Although exercise is one of the best forms of diabetes management, many type 1 diabetics do not exercise due to the fear of becoming hypoglycemic (having low blood sugar). This study demonstrated that Autonomic nervous system (ANS) counterregulatory failure plays an important role in exercise associated hypoglycemia in Type 1 diabetes mellitus. In T1D, ANS responses are significantly reduced and are even more reduced by prior episodes of hypoglycemia. There is also a large sexual dimorphism of reduced ANS responses during submaximal exercise in both Type 1 DM patients as well as healthy individuals, which is unexplained. Current accumulating data are demonstrating that that serotonergic pathways can regulate ANS discharge. The purpose of this study was to determine whether or not SSRI fluoxetine (Prozac) can improve SNS responses during exercise.
At the University of Maryland, researchers are conducting a double blind study of the effects of SSRI medication fluoxetine (Prozac) on the Autonomic nervous system (ANS) for people with type 1 diabetes during exercise. The motivation behind this study is the prominence of fear from many type 1 diabetics to exercise and induce hypoglycemia (low blood sugar). Coincidentally, reduced ANS responses produce sexual dimorphism during exercise in both type 1 diabetics and healthy adults. Per this “coincidence”, researchers wonder if pathways that deal with serotonin flow and activity may regulate ANS production. Since fluoxetine is a selective serotonin reuptake inhibitor (SSRI) and increases serotonin flow, it is plausible that its use could reduce ANS responses during exercise.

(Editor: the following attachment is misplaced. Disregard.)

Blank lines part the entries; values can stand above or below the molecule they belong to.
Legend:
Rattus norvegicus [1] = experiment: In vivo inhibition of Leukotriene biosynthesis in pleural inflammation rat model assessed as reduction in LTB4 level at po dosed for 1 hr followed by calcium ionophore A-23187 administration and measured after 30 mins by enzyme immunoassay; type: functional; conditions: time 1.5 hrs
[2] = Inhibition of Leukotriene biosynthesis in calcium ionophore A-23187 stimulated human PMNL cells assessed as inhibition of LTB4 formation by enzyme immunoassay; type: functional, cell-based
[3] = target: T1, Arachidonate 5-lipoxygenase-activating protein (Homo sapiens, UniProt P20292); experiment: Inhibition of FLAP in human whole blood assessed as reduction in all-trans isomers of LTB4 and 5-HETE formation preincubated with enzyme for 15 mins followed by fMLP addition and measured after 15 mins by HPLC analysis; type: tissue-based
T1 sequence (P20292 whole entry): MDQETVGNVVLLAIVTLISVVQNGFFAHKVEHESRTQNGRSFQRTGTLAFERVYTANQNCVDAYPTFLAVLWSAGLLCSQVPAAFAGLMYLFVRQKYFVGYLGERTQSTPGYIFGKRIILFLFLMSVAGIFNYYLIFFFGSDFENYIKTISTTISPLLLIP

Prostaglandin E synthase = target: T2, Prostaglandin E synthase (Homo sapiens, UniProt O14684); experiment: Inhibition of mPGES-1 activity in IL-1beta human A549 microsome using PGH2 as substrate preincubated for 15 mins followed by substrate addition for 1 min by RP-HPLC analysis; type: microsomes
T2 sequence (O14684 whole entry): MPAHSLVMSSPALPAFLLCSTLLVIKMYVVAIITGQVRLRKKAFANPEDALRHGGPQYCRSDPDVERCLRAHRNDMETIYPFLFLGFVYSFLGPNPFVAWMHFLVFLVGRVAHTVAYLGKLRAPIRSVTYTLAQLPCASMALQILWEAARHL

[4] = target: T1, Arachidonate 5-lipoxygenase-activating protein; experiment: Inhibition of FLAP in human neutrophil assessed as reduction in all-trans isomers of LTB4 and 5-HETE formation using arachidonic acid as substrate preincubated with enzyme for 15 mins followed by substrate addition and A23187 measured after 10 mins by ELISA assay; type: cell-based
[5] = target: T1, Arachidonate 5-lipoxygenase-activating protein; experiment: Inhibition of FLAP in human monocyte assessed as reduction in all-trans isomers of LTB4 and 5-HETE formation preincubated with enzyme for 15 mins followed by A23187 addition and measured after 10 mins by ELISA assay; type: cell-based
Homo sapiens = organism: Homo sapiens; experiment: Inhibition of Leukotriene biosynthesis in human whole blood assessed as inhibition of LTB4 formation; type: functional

This study is classified as interventional (participants receive treatment, referred to as “interventions”), randomized (participants are chosen by chance for treatment), and double blind (neither the participant nor the investigator knows the identity of the variable, i.e. who is given treatment). It consists of two trials: Trial 1 as ‘Active Comparator’ with an SSRI; and Trial 2 as Placebo Comparator without administration of SSRI. A seemingly simple study of these two trials attempts to conclude whether SSRI medication may reduce ANS occurrences during exercise and the fear of hypoglycemia.
Sixty-hour participants will be researched in this study (thirty-two healthy adults between ages of 18-45, thirty-two type 1 diabetic patients between ages of 18-45). In each of the two groups of 32 individuals, there will be 16 male and 16 female. The range of HbA1c for participants should be between 6 and 10 percent. To be included in the group of type 1 diabetics, each must have received and prove an official diagnosis of type 1 diabetes. While type 1 diabetics, the participants cannot have clinical diagnosis of diabetic tissue complications retinopathy, neuropathy, stasis ulcers, and more. For all participants their body mass index (BMI) must be less than 40 kilograms.
While it is not difficult to meet the inclusion criteria to be a patient in the study, the exclusion criteria is more extensive. It includes pregnant women, people who cannot give voluntary consent, have a history of hypertension, heart disease, or cerebrovascular incidents, have anemia or bleeding diathesis, those with recent mental illness (what qualifies as “recent” is not stated), and smokers. Additionally, to not interfere with results from fluoxetine treatment, people who take certain medications including anticoagulants, non-selective beta blockers, sedatives/hypnotics, anticonvulsants, antipsychotics, antidepressants, mood stabilizers, and antiparkinsonian drugs are excluded.
The University of Maryland is the primary sponsor of this study, with assistance from others. The National, Heart, Lung, and Blood (NHLB) Institute also contributes to the research and work performed. The main researcher attributed to the study is Stephen N. Davis, MBBS, of the University of Maryland.